Your behavior appears to be a little unusual. Please verify that you are not a bot.


Like us On Facebook

Profit Power: How to shift from bad-busy to good-busy

October 16, 2017 -  By

Have you noticed how busy people are these days?

There are many different kinds of “busy.” Just like the Eskimos have many different definitions for “snow,” we need to differentiate between the different kinds of busy. Here is a list of “busy”—the good, the bad and the ugly. Which “busy” are you?

  1. Busy/Focused

This means you’re going after a goal, and strictly focused on executing that goal. It means your team knows what the goal is and knows what the priorities are for hitting the goal. This is good-busy if the team is working in lockstep and everyone knows his or her role and goals in the business.

  1. Busy/Productive

This means you’re getting a lot done with your time. Perhaps you have many clients to service or a large backlog that you’re working your way through. Or it can mean you’re following the 20-80 rule, and you’re doing the work that is most important, and delegating (or simply not doing) the rest. Busy/productive should show up on the bottom line and in the growth of your firm.

  1. Busy/Proactive

This means you’re getting ahead of issues and building the business. You have time to visit key customers, meet with your peer group and network with influencers. When done right, this is the best kind of busy, and it should make your firm more competitive.

  1. Busy/Innovating

This means you’re growing in a new direction, adding new services and figuring them out. This means your team is trying out new methods for executing the work. It also can mean you’re expanding into a new geographic area. Busy/innovating is good-busy because it will drive your profits.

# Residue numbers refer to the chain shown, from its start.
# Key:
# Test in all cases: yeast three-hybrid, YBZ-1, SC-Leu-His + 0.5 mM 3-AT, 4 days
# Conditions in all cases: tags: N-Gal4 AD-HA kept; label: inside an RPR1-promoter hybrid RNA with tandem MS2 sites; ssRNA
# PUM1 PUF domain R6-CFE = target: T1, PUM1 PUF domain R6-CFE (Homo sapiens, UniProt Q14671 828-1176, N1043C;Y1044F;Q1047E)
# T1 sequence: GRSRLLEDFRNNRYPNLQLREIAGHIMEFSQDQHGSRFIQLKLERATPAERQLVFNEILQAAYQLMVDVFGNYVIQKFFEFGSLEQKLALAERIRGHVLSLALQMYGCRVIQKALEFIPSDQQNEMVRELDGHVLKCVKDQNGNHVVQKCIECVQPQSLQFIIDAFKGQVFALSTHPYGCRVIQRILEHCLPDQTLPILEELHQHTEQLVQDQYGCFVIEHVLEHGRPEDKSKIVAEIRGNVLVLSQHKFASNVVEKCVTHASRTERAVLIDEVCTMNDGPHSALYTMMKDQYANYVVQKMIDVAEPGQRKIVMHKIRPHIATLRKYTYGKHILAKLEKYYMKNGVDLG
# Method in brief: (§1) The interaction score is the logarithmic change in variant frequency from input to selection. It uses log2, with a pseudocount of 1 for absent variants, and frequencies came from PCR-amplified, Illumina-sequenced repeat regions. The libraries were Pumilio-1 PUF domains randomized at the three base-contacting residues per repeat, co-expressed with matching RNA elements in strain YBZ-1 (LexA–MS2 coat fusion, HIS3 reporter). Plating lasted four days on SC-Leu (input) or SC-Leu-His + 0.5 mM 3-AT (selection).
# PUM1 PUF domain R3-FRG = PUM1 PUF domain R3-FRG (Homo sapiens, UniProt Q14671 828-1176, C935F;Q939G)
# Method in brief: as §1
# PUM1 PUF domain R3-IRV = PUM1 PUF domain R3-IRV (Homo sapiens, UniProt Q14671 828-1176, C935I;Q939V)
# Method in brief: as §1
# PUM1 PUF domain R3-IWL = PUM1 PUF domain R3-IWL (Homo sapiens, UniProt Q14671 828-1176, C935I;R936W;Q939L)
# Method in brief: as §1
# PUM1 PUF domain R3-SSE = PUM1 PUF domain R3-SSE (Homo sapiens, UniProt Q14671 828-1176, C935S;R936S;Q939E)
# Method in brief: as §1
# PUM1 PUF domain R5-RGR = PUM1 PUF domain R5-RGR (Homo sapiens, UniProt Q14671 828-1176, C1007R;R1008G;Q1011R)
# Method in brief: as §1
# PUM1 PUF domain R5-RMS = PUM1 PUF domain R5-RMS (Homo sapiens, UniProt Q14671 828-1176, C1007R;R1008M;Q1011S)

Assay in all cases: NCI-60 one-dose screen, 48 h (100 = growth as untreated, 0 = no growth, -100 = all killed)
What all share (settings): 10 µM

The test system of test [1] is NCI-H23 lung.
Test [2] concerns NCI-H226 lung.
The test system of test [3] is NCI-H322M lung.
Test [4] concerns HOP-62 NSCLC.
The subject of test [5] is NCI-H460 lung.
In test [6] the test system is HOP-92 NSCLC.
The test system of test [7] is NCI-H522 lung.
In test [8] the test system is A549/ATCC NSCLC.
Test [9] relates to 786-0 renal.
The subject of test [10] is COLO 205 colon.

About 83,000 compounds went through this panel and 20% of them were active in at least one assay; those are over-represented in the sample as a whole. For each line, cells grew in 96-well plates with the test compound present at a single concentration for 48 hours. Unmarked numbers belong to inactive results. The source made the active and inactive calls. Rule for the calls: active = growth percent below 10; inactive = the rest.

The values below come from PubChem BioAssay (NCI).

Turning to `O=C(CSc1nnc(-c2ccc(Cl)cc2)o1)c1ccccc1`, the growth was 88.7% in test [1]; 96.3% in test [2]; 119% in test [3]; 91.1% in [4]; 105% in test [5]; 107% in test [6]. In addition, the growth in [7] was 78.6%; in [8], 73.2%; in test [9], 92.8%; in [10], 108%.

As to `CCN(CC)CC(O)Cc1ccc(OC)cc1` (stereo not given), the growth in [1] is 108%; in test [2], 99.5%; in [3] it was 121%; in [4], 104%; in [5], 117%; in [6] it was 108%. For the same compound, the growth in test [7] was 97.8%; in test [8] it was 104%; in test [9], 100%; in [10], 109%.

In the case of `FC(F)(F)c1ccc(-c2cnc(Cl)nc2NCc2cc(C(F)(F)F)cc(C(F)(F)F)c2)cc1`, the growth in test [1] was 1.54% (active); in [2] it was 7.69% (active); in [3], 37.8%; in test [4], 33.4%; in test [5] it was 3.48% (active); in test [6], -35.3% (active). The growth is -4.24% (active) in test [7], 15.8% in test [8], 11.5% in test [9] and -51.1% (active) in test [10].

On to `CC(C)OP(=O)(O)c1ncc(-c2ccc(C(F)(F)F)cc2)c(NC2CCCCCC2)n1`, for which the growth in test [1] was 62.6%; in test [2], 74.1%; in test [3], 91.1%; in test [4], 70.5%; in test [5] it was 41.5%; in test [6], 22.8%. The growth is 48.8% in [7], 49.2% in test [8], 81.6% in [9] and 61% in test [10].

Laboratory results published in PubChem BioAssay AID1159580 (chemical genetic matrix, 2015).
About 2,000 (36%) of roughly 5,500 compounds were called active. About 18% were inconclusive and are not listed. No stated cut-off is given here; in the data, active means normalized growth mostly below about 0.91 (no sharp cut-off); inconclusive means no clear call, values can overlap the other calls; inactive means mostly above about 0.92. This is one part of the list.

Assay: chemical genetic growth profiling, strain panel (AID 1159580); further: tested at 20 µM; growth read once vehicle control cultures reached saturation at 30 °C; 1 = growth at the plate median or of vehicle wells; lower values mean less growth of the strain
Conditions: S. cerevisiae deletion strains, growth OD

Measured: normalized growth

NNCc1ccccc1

But busy is not always good. For example:

  1. Busy/Interruptions

This means you’re busy responding to emails, phone calls and knocks on the door. You’re reacting to the agendas of your customers, suppliers, subs and staff. It means you’re not setting the agenda. It may mean your leadership is weak, and you are in a state of “followship.”

  1. Busy/Firefighting

This means you have big complaints and snafus, quality issues or contract completion issues that are consuming your time. This means your employees or customers are screaming, your banker is screaming or other stakeholders in your business are screaming. It also can mean you did poor planning, and now you’re paying the price, responding to the poor planning.

  1. Busy/Changing directions constantly

This is “attention deficit disorder” busy. This is due to not following through on your plans and constantly creating new plans and new directions. It also can mean you’re easily distracted. You thrive on chaos and it keeps you busy. But your employees don’t.

  1. Busy/Doing double work

This means your systems force you to do double or triple work. This is the kind of busy work that consumes a department or whole company and stops it from growing.

  1. Busy/Busy work

This means you have gone way past the 20-80 rule, and you are working on too many tasks, unfocused and without great results. You need to get perspective on what you are working on—on what is important right now to grow your business.

Jeffrey’s Breakthrough Idea: Everyone is busy—though some are super productive and are taking off in their careers and businesses. What kind of busy are you?

Take Action Now: Eliminate “busy work” and “double work” so you have more proactive time to reengineer and eliminate the “firefighting” work. Spend more time working on the business, building the business and enjoying the fruits of the business.

Photo: | scyther5

This article is tagged with , , , and posted in Blog
Jeffrey Scott

About the Author:

Jeffrey Scott, MBA, author, specializes in growth and profit maximization in the Green Industry. His expertise is rooted in his personal success, growing his own company into a $10 million enterprise. Now, he facilitates the Leader’s Edge peer group for landscape business owners—members achieve a 27 percent profit increase in their first year. To learn more visit

Comments are currently closed.